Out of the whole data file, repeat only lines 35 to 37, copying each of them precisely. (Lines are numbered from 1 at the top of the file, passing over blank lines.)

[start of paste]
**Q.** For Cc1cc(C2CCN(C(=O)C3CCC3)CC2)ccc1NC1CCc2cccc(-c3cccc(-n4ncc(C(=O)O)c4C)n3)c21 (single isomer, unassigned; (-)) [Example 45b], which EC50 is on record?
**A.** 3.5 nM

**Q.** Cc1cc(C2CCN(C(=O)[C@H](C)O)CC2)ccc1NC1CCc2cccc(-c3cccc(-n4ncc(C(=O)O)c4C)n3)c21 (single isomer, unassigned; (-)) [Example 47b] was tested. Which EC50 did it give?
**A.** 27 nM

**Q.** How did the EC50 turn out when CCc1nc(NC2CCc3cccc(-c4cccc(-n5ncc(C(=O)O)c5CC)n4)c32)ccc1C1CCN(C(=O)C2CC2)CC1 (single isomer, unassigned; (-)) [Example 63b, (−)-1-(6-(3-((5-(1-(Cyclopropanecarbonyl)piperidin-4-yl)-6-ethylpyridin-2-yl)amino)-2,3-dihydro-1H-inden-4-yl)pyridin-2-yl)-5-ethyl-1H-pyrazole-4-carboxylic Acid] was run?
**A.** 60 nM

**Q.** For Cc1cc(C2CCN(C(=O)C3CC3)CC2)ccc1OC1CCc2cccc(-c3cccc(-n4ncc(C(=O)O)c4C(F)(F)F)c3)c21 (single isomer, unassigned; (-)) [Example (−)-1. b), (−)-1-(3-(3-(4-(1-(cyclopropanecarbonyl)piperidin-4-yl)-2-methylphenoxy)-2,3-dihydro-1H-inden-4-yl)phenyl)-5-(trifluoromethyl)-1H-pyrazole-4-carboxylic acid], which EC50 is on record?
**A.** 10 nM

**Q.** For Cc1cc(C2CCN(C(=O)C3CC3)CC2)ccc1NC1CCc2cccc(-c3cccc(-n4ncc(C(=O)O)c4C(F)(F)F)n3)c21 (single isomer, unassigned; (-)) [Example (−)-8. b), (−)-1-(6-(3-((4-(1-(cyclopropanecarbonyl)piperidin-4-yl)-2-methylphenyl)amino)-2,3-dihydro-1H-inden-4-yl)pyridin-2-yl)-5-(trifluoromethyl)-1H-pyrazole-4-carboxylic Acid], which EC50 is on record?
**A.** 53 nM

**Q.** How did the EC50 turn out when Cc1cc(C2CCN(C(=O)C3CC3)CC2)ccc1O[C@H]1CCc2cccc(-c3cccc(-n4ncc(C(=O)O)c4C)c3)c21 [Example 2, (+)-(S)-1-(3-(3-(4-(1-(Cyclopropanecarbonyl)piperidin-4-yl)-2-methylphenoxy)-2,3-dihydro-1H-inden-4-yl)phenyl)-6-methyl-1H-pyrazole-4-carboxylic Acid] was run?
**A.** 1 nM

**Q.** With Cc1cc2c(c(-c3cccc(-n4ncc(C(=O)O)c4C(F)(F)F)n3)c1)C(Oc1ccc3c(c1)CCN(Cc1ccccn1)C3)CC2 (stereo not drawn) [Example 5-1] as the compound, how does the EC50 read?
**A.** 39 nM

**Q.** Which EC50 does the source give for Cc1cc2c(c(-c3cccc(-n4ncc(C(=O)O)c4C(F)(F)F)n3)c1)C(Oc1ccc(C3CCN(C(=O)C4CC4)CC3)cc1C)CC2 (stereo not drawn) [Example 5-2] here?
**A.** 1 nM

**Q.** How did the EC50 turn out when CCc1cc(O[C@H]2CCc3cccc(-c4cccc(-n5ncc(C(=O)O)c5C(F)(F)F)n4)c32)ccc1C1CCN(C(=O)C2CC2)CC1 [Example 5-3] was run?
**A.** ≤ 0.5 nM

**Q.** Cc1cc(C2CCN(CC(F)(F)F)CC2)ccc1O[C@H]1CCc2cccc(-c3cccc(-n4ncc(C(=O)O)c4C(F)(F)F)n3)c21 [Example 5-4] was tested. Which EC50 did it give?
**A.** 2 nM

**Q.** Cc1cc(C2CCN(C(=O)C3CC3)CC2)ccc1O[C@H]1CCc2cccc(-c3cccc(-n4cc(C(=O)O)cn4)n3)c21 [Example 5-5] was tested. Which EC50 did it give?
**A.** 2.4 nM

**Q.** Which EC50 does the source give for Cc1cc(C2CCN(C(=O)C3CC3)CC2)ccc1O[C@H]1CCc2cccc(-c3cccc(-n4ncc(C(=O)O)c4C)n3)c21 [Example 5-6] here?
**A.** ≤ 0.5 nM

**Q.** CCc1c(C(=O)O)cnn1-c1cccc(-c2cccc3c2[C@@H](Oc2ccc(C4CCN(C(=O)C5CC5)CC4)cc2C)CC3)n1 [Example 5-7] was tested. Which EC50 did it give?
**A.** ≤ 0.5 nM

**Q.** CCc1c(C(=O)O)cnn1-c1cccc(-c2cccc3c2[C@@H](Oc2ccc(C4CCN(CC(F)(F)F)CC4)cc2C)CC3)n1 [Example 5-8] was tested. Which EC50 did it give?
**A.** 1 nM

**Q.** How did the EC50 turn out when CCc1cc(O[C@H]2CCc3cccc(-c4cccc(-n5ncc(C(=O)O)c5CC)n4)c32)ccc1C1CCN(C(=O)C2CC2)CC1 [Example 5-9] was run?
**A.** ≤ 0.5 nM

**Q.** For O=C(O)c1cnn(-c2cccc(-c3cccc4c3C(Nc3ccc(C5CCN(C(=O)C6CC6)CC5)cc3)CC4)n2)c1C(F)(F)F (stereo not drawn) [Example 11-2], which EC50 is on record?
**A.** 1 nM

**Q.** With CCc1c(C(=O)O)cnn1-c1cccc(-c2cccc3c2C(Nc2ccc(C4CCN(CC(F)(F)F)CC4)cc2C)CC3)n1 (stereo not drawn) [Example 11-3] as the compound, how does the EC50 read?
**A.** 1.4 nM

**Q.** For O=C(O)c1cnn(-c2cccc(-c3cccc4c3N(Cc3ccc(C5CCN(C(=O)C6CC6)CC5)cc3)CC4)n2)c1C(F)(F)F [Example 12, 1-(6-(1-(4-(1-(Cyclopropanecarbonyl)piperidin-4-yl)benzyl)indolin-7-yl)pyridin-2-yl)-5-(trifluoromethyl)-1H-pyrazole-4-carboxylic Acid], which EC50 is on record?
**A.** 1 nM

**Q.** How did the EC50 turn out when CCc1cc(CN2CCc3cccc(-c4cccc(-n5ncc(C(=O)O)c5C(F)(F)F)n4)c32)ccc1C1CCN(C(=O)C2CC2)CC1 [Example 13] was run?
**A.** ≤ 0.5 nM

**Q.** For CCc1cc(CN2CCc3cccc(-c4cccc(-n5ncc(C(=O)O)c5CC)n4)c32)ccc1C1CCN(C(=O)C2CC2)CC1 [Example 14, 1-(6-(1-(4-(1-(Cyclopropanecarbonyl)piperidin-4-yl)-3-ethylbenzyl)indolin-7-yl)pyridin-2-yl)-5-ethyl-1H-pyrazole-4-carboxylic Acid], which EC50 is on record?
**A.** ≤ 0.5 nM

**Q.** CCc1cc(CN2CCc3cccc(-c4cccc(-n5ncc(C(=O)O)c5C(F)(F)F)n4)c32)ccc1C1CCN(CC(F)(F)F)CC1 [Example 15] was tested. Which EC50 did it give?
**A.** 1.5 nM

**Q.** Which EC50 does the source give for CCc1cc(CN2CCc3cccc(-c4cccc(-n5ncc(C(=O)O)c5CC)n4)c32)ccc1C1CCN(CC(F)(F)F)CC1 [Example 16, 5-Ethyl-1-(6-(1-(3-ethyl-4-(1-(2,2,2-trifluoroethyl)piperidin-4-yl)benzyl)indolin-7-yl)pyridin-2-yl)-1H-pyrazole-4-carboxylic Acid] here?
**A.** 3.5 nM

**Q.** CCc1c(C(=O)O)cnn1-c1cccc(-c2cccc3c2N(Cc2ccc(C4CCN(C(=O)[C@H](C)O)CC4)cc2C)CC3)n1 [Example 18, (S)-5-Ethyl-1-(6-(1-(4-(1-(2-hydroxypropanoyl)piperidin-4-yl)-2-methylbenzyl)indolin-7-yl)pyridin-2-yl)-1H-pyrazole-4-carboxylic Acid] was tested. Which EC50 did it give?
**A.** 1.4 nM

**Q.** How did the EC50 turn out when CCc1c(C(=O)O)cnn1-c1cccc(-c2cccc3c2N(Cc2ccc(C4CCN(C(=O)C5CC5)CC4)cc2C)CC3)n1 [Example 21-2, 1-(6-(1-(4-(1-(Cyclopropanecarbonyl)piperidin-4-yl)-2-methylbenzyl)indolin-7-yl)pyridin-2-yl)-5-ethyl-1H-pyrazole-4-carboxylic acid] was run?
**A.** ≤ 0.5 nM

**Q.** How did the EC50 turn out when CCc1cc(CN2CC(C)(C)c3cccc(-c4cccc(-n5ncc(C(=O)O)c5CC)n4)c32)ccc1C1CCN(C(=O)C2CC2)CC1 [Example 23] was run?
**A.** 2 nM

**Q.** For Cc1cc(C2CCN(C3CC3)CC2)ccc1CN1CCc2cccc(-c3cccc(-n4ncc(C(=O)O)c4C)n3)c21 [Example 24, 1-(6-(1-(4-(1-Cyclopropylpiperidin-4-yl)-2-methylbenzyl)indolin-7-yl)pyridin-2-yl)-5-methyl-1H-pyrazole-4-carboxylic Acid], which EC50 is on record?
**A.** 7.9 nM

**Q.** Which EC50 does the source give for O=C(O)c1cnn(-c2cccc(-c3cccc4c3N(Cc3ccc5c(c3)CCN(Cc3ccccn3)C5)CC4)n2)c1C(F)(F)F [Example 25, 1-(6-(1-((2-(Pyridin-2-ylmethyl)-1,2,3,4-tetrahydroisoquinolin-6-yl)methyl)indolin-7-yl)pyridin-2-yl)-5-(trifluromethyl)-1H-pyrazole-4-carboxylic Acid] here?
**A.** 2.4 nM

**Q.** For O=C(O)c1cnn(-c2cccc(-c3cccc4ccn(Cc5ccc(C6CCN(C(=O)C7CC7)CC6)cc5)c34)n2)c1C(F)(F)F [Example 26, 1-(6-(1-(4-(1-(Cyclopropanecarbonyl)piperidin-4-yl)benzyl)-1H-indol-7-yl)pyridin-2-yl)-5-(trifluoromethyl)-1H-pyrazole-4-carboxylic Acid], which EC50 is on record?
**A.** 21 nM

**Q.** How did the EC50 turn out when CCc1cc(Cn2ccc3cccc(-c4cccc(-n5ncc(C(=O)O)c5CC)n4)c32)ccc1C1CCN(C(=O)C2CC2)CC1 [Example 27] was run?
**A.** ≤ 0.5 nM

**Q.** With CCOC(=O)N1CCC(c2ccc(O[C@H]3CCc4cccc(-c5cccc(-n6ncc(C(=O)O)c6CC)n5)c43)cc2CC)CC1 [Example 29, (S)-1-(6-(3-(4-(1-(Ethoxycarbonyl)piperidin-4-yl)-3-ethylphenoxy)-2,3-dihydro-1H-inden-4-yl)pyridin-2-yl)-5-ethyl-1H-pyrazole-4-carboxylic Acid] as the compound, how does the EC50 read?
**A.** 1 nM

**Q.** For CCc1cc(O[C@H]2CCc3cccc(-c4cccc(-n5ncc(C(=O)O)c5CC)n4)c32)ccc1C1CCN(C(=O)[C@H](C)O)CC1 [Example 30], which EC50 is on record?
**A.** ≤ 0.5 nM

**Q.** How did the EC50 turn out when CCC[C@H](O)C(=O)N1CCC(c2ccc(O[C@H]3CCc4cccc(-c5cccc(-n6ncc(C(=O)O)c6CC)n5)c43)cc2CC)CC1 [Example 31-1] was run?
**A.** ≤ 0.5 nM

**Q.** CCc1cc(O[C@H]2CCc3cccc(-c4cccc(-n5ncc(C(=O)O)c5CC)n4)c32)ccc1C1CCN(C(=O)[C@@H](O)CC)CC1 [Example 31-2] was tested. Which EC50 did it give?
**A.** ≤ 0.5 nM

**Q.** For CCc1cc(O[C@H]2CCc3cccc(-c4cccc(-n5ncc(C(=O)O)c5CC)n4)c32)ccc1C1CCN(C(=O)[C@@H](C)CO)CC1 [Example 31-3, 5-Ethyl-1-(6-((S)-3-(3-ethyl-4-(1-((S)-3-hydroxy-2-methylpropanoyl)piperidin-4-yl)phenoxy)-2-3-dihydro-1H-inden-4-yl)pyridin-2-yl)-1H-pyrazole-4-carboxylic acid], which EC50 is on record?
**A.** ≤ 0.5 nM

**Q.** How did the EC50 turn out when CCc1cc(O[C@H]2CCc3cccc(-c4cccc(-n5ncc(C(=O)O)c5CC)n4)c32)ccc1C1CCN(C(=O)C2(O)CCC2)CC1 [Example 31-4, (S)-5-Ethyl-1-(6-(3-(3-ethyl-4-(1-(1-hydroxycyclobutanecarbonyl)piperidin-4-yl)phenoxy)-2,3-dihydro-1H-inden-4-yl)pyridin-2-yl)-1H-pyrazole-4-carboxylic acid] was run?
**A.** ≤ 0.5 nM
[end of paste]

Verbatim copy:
**Q.** For O=C(O)c1cnn(-c2cccc(-c3cccc4c3N(Cc3ccc(C5CCN(C(=O)C6CC6)CC5)cc3)CC4)n2)c1C(F)(F)F [Example 12, 1-(6-(1-(4-(1-(Cyclopropanecarbonyl)piperidin-4-yl)benzyl)indolin-7-yl)pyridin-2-yl)-5-(trifluoromethyl)-1H-pyrazole-4-carboxylic Acid], which EC50 is on record?
**A.** 1 nM

**Q.** How did the EC50 turn out when CCc1cc(CN2CCc3cccc(-c4cccc(-n5ncc(C(=O)O)c5C(F)(F)F)n4)c32)ccc1C1CCN(C(=O)C2CC2)CC1 [Example 13] was run?